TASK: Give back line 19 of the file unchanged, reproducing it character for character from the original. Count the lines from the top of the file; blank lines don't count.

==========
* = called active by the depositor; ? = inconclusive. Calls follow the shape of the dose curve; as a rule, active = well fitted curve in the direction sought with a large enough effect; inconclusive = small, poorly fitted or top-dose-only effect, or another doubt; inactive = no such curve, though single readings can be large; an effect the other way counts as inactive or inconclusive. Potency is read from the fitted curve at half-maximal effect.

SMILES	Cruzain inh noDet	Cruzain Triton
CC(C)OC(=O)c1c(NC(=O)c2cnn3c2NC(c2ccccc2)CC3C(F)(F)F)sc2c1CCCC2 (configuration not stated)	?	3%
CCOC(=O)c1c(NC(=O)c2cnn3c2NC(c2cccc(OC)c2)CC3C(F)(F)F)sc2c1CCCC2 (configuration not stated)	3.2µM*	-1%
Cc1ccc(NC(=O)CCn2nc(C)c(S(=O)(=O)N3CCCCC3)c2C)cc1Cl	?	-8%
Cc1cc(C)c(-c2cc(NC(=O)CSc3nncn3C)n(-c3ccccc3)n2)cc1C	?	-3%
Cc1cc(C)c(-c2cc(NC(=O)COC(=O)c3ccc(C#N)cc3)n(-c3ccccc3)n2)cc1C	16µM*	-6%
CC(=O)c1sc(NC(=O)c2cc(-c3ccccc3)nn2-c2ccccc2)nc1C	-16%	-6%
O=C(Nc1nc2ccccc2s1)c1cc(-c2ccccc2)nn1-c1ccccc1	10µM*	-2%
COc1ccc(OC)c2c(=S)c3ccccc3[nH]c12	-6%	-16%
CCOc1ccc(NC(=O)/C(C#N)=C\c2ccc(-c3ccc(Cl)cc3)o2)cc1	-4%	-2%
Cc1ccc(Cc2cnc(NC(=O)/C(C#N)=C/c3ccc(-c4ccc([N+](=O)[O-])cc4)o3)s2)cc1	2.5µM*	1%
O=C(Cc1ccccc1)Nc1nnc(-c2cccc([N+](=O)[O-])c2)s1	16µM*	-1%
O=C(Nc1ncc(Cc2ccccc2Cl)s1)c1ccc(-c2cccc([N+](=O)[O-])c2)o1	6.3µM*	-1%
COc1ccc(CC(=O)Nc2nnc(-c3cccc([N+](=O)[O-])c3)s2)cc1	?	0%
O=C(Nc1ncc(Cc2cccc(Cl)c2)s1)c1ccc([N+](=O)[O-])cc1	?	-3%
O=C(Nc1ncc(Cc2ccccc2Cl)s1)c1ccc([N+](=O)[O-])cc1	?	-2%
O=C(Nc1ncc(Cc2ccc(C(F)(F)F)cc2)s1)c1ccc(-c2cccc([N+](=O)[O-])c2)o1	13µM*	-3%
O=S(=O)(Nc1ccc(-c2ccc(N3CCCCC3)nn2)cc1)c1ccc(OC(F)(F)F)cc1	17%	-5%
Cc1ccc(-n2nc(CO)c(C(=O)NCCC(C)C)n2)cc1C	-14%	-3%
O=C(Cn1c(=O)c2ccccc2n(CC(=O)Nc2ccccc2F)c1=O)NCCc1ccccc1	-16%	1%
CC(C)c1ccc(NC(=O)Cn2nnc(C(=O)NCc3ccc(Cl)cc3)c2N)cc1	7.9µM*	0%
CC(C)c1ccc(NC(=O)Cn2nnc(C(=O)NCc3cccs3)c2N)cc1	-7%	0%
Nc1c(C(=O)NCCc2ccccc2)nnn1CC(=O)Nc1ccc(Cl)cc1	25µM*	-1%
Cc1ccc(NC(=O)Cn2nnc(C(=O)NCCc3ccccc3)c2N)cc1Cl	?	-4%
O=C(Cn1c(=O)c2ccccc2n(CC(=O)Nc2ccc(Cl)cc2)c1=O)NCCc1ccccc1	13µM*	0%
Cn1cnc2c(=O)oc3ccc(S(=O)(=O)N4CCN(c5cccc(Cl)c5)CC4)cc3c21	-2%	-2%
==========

O=S(=O)(Nc1ccc(-c2ccc(N3CCCCC3)nn2)cc1)c1ccc(OC(F)(F)F)cc1	17%	-5%